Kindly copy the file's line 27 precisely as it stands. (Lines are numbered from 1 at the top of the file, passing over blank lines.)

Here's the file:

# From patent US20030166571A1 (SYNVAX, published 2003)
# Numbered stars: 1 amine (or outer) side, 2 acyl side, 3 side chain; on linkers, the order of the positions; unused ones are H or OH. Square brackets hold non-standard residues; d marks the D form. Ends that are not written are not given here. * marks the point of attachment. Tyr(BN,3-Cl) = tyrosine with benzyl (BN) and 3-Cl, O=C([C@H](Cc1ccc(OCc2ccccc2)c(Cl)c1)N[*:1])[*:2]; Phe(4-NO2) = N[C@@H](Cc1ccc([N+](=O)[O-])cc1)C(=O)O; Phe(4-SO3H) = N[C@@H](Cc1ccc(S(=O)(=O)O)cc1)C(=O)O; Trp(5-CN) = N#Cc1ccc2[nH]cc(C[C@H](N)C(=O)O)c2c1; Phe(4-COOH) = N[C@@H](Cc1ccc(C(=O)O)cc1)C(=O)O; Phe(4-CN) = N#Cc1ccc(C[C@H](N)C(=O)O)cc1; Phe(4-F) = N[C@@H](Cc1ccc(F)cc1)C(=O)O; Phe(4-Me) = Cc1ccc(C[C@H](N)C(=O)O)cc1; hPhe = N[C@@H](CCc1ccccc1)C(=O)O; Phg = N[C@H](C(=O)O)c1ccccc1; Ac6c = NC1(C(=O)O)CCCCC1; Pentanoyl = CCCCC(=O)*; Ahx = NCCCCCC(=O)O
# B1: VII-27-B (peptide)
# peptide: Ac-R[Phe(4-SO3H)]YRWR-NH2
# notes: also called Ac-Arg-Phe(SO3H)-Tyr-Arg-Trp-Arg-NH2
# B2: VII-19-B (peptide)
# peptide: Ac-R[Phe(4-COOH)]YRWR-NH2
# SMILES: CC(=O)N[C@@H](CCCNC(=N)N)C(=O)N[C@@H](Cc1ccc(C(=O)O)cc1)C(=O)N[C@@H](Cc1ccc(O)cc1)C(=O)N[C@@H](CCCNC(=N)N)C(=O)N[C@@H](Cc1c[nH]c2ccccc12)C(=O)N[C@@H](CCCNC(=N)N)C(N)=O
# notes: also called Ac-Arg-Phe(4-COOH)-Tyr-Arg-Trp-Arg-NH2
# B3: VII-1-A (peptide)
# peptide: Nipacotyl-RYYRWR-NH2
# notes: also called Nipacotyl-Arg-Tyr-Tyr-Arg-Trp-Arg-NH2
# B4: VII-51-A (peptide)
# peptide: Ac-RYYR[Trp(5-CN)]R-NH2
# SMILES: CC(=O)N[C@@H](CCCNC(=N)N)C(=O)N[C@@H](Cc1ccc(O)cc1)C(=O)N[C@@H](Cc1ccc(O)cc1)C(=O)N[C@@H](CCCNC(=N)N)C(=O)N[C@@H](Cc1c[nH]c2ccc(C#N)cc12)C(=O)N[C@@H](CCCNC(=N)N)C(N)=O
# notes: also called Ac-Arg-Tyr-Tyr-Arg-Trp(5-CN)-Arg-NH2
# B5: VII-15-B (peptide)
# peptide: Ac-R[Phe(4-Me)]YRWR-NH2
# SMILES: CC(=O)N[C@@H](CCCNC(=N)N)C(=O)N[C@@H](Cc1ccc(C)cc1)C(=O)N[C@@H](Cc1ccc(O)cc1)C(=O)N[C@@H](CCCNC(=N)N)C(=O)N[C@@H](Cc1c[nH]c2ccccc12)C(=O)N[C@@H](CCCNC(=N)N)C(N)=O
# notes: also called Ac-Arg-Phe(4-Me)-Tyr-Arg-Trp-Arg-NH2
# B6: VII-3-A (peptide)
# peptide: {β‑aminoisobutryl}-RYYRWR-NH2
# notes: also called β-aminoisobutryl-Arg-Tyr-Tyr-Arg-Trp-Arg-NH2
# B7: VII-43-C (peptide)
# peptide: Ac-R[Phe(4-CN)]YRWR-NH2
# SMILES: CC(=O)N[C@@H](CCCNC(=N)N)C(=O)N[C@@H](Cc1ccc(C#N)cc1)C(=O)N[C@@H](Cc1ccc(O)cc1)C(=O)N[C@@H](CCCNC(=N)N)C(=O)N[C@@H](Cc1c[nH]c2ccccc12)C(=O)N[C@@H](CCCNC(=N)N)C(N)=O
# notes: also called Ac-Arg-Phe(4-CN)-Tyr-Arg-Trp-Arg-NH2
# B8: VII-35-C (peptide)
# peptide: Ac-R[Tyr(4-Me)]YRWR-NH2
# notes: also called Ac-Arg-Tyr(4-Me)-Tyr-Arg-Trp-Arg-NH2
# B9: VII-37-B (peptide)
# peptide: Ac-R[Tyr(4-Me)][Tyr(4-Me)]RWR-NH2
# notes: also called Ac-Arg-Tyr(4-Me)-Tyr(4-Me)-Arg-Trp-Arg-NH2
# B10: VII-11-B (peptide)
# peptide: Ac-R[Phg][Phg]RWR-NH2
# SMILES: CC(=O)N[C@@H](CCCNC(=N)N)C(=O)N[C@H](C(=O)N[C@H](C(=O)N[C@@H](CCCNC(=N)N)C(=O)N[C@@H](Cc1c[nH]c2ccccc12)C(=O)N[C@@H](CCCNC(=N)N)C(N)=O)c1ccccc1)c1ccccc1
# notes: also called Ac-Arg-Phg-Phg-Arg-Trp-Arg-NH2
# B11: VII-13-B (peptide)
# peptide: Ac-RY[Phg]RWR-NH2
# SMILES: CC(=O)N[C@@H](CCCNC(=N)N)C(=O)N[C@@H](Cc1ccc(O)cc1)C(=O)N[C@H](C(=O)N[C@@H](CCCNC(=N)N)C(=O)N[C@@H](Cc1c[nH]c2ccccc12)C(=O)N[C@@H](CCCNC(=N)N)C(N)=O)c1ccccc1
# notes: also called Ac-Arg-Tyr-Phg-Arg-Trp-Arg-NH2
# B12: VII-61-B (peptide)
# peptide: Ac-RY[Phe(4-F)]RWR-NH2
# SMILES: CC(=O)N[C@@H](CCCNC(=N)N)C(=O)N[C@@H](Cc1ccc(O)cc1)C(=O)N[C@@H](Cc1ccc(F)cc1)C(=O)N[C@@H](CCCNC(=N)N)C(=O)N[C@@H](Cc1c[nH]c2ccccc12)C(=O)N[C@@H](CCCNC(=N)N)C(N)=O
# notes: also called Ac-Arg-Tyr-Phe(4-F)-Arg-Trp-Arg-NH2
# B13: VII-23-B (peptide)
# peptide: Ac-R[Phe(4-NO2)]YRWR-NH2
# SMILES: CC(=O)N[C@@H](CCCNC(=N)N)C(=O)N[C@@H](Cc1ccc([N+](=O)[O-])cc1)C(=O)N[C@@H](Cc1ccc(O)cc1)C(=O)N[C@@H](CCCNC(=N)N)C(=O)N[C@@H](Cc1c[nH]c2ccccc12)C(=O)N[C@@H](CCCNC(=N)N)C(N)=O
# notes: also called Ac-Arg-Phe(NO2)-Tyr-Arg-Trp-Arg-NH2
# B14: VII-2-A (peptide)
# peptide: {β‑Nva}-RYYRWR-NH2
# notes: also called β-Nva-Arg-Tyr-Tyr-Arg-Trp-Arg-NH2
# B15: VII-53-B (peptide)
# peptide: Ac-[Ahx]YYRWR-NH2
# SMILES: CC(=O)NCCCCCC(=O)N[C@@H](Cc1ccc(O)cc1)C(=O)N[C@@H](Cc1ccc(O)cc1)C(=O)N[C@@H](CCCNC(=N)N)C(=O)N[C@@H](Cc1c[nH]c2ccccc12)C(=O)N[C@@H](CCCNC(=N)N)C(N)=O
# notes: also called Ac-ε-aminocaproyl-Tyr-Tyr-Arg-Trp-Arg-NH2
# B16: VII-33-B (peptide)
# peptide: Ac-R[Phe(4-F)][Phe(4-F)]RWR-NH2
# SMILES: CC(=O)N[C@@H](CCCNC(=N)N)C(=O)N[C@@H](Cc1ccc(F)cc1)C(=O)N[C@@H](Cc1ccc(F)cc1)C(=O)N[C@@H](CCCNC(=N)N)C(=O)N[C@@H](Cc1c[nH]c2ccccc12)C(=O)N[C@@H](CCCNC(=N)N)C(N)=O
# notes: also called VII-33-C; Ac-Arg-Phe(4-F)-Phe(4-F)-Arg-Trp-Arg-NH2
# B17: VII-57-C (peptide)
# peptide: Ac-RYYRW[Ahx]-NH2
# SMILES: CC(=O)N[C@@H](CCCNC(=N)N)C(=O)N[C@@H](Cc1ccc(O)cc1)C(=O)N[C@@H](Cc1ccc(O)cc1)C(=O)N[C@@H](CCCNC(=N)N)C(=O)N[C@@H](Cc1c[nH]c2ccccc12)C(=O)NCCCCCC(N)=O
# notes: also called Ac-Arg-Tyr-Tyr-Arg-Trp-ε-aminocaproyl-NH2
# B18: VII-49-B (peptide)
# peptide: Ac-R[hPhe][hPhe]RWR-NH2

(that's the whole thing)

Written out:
# notes: also called Ac-Arg-Phe(4-CN)-Tyr-Arg-Trp-Arg-NH2